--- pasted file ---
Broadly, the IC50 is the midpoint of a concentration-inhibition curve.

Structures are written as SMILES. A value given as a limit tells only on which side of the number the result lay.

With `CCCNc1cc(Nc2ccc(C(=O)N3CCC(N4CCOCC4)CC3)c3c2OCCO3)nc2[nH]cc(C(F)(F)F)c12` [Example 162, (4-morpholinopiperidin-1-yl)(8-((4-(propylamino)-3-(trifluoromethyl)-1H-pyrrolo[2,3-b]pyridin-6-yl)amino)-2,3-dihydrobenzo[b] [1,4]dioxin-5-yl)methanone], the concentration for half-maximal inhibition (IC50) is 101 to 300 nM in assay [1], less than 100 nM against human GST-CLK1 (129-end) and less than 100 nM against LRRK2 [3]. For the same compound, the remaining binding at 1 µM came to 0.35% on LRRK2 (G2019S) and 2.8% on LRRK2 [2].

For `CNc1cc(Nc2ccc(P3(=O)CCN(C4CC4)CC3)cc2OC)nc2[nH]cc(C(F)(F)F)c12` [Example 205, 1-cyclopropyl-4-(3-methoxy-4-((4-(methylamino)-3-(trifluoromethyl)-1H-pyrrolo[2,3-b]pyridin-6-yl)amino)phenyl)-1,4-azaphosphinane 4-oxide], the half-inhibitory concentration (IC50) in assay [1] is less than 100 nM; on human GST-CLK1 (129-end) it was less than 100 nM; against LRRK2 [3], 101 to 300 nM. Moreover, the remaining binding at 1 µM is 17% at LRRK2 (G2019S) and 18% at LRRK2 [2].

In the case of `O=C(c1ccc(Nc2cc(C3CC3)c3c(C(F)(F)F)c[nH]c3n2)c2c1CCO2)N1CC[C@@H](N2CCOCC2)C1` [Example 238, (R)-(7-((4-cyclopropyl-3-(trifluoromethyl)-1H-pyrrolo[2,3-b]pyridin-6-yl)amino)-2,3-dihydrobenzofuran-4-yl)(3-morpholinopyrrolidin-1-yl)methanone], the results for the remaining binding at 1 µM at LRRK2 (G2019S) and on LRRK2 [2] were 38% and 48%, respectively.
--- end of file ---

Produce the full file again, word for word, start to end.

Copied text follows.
Broadly, the IC50 is the midpoint of a concentration-inhibition curve.

Structures are written as SMILES. A value given as a limit tells only on which side of the number the result lay.

With `CCCNc1cc(Nc2ccc(C(=O)N3CCC(N4CCOCC4)CC3)c3c2OCCO3)nc2[nH]cc(C(F)(F)F)c12` [Example 162, (4-morpholinopiperidin-1-yl)(8-((4-(propylamino)-3-(trifluoromethyl)-1H-pyrrolo[2,3-b]pyridin-6-yl)amino)-2,3-dihydrobenzo[b] [1,4]dioxin-5-yl)methanone], the concentration for half-maximal inhibition (IC50) is 101 to 300 nM in assay [1], less than 100 nM against human GST-CLK1 (129-end) and less than 100 nM against LRRK2 [3]. For the same compound, the remaining binding at 1 µM came to 0.35% on LRRK2 (G2019S) and 2.8% on LRRK2 [2].

For `CNc1cc(Nc2ccc(P3(=O)CCN(C4CC4)CC3)cc2OC)nc2[nH]cc(C(F)(F)F)c12` [Example 205, 1-cyclopropyl-4-(3-methoxy-4-((4-(methylamino)-3-(trifluoromethyl)-1H-pyrrolo[2,3-b]pyridin-6-yl)amino)phenyl)-1,4-azaphosphinane 4-oxide], the half-inhibitory concentration (IC50) in assay [1] is less than 100 nM; on human GST-CLK1 (129-end) it was less than 100 nM; against LRRK2 [3], 101 to 300 nM. Moreover, the remaining binding at 1 µM is 17% at LRRK2 (G2019S) and 18% at LRRK2 [2].

In the case of `O=C(c1ccc(Nc2cc(C3CC3)c3c(C(F)(F)F)c[nH]c3n2)c2c1CCO2)N1CC[C@@H](N2CCOCC2)C1` [Example 238, (R)-(7-((4-cyclopropyl-3-(trifluoromethyl)-1H-pyrrolo[2,3-b]pyridin-6-yl)amino)-2,3-dihydrobenzofuran-4-yl)(3-morpholinopyrrolidin-1-yl)methanone], the results for the remaining binding at 1 µM at LRRK2 (G2019S) and on LRRK2 [2] were 38% and 48%, respectively.